There seems to be a competition between U.K. fiscal and monetary authorities as to which can cause the most turmoil in financial markets, in light of Bank of England Gov. Andrew Bailey telling a conference in Washington D.C. that pension funds had three days to sell U.K. government bonds.
As of Wednesday morning, the pound
was back over $1.10 though the yield on the 30-year gilt
crossed 5%, as the market debates a report suggesting Bailey didn’t really mean what he said. (The Bank of England this morning tweeted that he did.)
A question that’s going around is what breaks next as central banks across the globe keep raising interest rates in a bid to get runaway inflation under control. “The place to look for breaking things are wherever there’s leverage, and wherever we have artificial market structure maintained by the authorities,” said John Ricciardi, head of global asset allocation at Deuterium Capital Management and a long-time industry veteran.
One place to look: Japan, where the yen
has declined in value by 27% against the dollar this year while the Bank of Japan keeps rates at zero. “One thing that could break, and it’s something we discussed internally, is the ability of the Japanese to maintain a zero interest rate policy,” he told MarketWatch in an interview.
Betting that Japanese interest rates would rise is a classic “widowmaker” trade in that it hasn’t succeeded in decades, and its unwinding would boost the beleaguered Japanese currency.
Another place to look is Europe, where the European Central Bank is trying to keep sovereign spreads in the eurozone anchored but periphery CDS, in Greece and Italy, are widening. “Should this continue, it won’t be just the euro — which is kind of helpful that it goes down — but it will be in interest rates and interest rate differentials,” he said.
Ricciardi is the lead manager of the Deuterium Global Dynamic Allocation Fund, where investments are primarily dictated by its model of the global economy, with inputs for central bank policy, market valuation and price trends.
Valuations aren’t much of a problem, and in fact look attractive outside the United States, according to Deuterium.
That fund is anticipating a rough fourth quarter both for U.S. stocks and commodities, forecasting consumer spending will finally turn, industrial output will decelerate, and earnings growth expectations to ratchet down. The firm is expecting the fastest fall in U.S. consumption and retail sales since the 2008 financial crisis, as workers react to falling incomes adjusted for inflation.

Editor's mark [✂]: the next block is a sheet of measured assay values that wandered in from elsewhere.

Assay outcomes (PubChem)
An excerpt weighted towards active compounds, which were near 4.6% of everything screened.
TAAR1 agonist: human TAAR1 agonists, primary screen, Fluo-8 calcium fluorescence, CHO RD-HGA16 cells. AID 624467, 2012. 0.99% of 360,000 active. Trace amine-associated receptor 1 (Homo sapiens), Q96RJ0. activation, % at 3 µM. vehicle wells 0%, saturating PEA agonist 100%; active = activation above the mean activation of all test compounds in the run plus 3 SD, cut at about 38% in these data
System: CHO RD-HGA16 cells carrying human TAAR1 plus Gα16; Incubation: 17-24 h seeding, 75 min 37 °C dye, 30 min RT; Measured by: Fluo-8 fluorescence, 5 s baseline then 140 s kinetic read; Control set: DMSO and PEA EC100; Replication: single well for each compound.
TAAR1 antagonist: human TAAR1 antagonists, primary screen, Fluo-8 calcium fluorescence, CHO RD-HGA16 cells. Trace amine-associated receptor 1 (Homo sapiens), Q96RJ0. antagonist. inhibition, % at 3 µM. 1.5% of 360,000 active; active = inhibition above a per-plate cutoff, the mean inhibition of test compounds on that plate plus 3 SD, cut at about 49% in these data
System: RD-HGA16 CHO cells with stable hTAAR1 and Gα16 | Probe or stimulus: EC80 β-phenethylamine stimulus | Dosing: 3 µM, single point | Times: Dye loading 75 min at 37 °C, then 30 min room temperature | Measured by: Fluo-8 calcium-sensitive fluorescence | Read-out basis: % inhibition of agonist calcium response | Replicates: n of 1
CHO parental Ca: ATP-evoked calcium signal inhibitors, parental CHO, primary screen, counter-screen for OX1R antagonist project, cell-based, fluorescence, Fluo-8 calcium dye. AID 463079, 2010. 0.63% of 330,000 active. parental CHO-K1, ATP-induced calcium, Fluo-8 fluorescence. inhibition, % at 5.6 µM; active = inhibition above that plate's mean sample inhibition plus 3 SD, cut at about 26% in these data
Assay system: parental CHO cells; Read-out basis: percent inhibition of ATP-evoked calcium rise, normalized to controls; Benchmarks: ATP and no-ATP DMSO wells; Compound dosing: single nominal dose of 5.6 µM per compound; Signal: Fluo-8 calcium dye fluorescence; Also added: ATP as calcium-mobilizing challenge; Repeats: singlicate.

“You see it in the drop in the savings rate, you see it in their maxed-out credit cards,” says Ricciardi. With mortgage rates surging, refinancing isn’t an avenue that consumers can turn, either. “The big damage is still to come in the equity market for the next month or couple of months,” he said.
Ricciardi notes that this year, bonds sold off first, then non U.S. currencies, before stocks starting swooning. He said it’ll probably reverse in that order as well, when either the Federal Reserve will pivot or the labor market will turn — but that won’t be until next year.
He referenced the 1985 Plaza Accord, when global central banks got together and took orchestrated action to lower the dollar. “I don’t know if something like that would ever be on the table, but I could certainly see that the moment of a Fed pivot, that the authorities in one way or another would come together to find a way to ease the pressures on global liquidity from the appreciating dollar.”
The S&P 500
has dropped for five straight sessions, and, technically, the Nasdaq Composite
entered a bear market on Tuesday. Well things are looking up on Wednesday, with stock futures
higher, and the dollar
slightly weaker. The yield on the 10-year Treasury
The U.S. economics calendar includes producer price data, and the release of the Federal Open Market Committee minutes. Bank of England chief economist Huw Pill is due to speak at 7:35 a.m. Eastern.
reported better-than-forecast earnings and lifted its outlook. Health technology company Philips
lowered its sales outlook and said supply-chain challengers impacted deliveries and installations.
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